Let us proceed yet a little farther with our aụthor, although I confess myself to be already utterly wearied with the perusal of such vain and frivolous imaginations. Yet thus he goes on, p. 53. Thus much for the knowledge of ourselves with respect to sin, which is hid only in the Lord Christ. But then we learn what our righteousness is, wherewith we must appear before God, from an acquaintance with Christ. We have already learned how unable we are to make atonement for our sins, without which they can never be forgiven, and how unable we are to do any thing that is good; and yet nothing can deliver us from the justice and wrath of God, but a full satisfaction for our sins; and nothing can give us a title to a reward but a perfect and unsinning righteousness. What should we do in this case? How shall we escape hell, or get to heaven, when we can neither expiate for our past sins or do any good for the time to come? Why, here we are relieved again by an acquaintance with Christ. His death expiates former iniquities, and removes the whole guilt of sin. But this is not enough, that we are not guilty, we must also be actually righteous, not only all sin is to be answered for, but all righteousness is to be fulfilled. Now this righteousness we find only in Christ, we are reconciled to God by his death, and saved by his life. That actual obedience he yielded to the whole law of God is that righteousness whereby we are saved; we are innocent by virtue of his sacrifice and expiation, and righteous with his righteousness.'

What is here interposed, that we cannot do any good for the time to come, must be interpreted of ourselves, without the aid or assistance of the grace of God. And the things here reported by this author, are so expressed and represented, to expose them to reproach and scorn, to have them esteemed not only false but ridiculous. But whether he be in his wits or no, or what he intends so to traduce and scoff at the fundamental doctrines of the gospel, I profess I know not. What is it he would deny? What is it he would assert? Are we able to make an atonement for our sins? Can we be forgiven without an atonement? Can we of ourselves do any good without the aid and assistance of grace? Can any thing we do be a full satisfaction for our sins, or deliver us from the wrath of God, that is, the punishment due to our sins? Doth not the death of Christ expiate former iniquities, and remove the whole guilt of sin ? Is the contrary to these things the doctrine of the church of England ? Is this the religion which is authorized to be preached, and are these the opinions that are licenced to be published unto all the world? But as I observed before, these things are other men's concernment more than mine, and with them I leave them. But I have said, as he quotes the place, that we are reconciled to God by the death of Christ, and saved by his life, that actual obedience which he yielded to the whole law of God.' As the former part of these words are expressly the apostle's, Rom. v. 10. and so produced by me; so the next words I add, are these of the same apostle, ' if so be we are found in him, not having on our own righteousness which is of the law, but the righteousness which is of God by faith;' which he may

do well to consider, and answer when he can. Once more and I shall be beholden to this author for a little respite of severity, whilst he diverts to the magisterial reproof of some other persons. Thus then he proceeds, p. 55. The third part of our wisdom is to walk with God, and to that is required agreement, acquaintance, a way, strength, boldness, and aiming at the same end; and all these, with the wisdom of them, are hid in Jesus Christ.' So far are my words, to which he adds; The sum of which in short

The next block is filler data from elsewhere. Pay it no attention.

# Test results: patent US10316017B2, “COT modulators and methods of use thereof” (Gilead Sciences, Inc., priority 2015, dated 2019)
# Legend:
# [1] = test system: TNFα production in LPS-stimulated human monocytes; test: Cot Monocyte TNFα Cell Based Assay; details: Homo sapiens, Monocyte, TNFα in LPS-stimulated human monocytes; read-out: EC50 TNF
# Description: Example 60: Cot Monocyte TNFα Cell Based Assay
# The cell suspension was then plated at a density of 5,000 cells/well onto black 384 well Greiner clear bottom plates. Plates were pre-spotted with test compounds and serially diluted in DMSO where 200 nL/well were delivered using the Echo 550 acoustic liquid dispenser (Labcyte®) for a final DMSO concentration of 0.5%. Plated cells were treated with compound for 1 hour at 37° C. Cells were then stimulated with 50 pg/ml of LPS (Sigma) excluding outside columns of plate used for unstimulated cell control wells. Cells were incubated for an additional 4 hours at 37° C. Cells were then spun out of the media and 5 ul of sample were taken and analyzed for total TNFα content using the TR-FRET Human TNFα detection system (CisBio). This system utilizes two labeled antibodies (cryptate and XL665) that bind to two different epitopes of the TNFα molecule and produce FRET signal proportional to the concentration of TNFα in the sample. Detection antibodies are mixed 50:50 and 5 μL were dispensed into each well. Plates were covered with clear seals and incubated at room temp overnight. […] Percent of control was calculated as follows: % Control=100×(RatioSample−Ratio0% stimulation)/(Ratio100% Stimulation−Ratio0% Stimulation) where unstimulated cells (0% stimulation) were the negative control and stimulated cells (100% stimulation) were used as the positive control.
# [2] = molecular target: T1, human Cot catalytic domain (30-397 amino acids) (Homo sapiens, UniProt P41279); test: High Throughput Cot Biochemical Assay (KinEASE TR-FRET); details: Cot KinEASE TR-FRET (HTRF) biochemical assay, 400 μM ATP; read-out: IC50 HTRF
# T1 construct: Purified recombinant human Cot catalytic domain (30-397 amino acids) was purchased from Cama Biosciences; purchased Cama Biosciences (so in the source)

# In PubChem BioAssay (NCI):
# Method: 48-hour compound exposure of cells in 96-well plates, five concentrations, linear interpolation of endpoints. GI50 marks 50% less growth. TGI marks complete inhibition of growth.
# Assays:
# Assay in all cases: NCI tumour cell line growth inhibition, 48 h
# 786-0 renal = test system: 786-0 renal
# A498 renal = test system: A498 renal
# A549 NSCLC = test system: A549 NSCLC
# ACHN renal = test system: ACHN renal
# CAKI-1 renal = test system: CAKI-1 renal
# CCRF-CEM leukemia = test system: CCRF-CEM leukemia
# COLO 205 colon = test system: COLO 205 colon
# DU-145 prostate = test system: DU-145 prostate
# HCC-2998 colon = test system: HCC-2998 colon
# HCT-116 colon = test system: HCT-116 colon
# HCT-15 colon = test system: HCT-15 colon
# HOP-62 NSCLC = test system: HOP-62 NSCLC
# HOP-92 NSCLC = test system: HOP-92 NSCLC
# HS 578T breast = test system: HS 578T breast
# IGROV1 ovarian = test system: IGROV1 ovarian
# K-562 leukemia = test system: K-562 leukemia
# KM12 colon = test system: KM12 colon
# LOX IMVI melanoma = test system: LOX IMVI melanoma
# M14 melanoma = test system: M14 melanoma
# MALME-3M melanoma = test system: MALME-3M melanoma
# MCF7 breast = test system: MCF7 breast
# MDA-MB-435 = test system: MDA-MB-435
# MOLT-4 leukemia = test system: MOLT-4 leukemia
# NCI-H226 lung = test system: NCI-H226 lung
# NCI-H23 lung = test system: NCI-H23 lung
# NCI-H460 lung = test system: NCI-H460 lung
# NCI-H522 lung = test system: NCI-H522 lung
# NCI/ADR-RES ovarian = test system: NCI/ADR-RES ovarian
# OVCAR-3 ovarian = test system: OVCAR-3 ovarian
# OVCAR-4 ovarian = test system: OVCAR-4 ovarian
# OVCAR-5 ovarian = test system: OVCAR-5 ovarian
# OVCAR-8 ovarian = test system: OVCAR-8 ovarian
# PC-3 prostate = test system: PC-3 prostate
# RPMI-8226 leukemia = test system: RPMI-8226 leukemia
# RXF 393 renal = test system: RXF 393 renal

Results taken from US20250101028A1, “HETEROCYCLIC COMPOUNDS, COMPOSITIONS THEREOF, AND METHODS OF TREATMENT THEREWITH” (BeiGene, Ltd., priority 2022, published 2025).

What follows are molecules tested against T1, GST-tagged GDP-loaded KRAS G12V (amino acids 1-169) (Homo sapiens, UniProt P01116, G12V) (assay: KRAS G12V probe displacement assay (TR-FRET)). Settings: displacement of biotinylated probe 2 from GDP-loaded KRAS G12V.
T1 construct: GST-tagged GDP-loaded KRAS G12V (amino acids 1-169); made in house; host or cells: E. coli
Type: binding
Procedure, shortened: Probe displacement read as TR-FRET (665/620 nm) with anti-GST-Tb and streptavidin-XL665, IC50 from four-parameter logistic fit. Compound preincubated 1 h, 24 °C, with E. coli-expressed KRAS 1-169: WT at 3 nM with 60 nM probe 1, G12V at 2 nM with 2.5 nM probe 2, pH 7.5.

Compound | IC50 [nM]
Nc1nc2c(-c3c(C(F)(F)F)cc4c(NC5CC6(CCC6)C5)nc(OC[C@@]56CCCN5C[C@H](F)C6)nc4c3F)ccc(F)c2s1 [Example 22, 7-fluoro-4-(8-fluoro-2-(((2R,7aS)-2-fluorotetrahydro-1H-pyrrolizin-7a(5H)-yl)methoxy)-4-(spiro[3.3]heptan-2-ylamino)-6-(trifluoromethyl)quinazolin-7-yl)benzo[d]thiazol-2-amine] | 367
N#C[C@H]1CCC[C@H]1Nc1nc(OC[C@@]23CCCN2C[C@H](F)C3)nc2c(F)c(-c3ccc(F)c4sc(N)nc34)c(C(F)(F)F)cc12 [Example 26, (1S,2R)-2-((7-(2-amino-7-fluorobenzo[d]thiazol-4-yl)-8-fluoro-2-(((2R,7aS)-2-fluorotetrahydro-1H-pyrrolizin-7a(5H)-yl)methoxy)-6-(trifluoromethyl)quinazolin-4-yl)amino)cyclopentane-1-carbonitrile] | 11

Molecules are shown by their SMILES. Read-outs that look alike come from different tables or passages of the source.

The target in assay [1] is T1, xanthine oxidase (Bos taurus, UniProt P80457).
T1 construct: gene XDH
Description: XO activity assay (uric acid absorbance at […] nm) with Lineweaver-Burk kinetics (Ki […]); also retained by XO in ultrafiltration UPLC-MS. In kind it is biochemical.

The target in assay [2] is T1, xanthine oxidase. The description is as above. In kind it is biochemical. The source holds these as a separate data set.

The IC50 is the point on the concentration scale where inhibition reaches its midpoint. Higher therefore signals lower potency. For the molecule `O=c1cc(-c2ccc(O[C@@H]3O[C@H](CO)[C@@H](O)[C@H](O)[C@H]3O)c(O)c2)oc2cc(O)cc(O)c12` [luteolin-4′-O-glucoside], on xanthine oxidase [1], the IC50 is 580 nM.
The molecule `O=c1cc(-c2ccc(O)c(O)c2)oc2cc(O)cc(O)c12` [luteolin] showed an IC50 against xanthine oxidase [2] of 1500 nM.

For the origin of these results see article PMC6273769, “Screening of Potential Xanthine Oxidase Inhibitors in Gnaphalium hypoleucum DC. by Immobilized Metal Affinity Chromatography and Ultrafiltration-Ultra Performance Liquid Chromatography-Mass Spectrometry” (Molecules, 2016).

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is this; that Christ having expiated our sins, and fulfilled all righteousness for us, though we have no personal righteousness of our own, but are as contrary unto God as darkness is to light, and death to life, and a universal pollution and defilement, to a universal and glorious ļoliness, and hatred to love, yet the righteousness of Christ is a sufficient, nay, the only foundation of our agreement, and upon that of our walking with God; though St. John tells us, 'If we say we have fellowship with him, and walk in darkness, we lie and do not the truth; but if we walk in the light, as God is in the light, then have we fellowship one with another, and then the blood of Jesus Christ his Son cleanseth us from all sins;' 1 John i. 6,7. And our only acquaintance with God, and knowledge of him is hid in Christ, which his word and works could not discover, as you heard above. And he is the only way wherein we must walk with God, and we receive all our strength from him, and he makes us bold and confident too, having removed the guilt of sin, that now we may look justice in the face, and whet our knife at the counter-door, all our debts being discharged by Christ, as these bold acquaintances and familiars of Christ use to speak. And in Christ we design the same end that God doth, which is the advancement of his own glory, that is, I suppose by trusting unto the expiation and righteousness of Christ for salvation, without doing any thing ourselves, we take care that God shall not be wronged of the glory of his free grace, by a competion of any merits and deserts of our own.'

What the author affirms to be the sum of my discourse, in that place which indeed he doth not transcribe, is as to his affirmation of it as contrary to God as darkness is to light, or death to life, or falsehood to the truth, that is, it is flagitiously false. That there is any agreement with God, or walking with God for any men who have no personal righteousness of their own, but are contrary to God, &c. I never thought, I never wrote, nor any thing that should give the least countenance unto a suspicion to that purpose. The necessity of an habitual and actual personal inherent righteousness, of sanctification and holiness, of gospel-obedience, of fruitfulness in good works, unto all who intend to walk with God or come to the enjoyment of him, I have asserted and proved with other manner of arguments than this author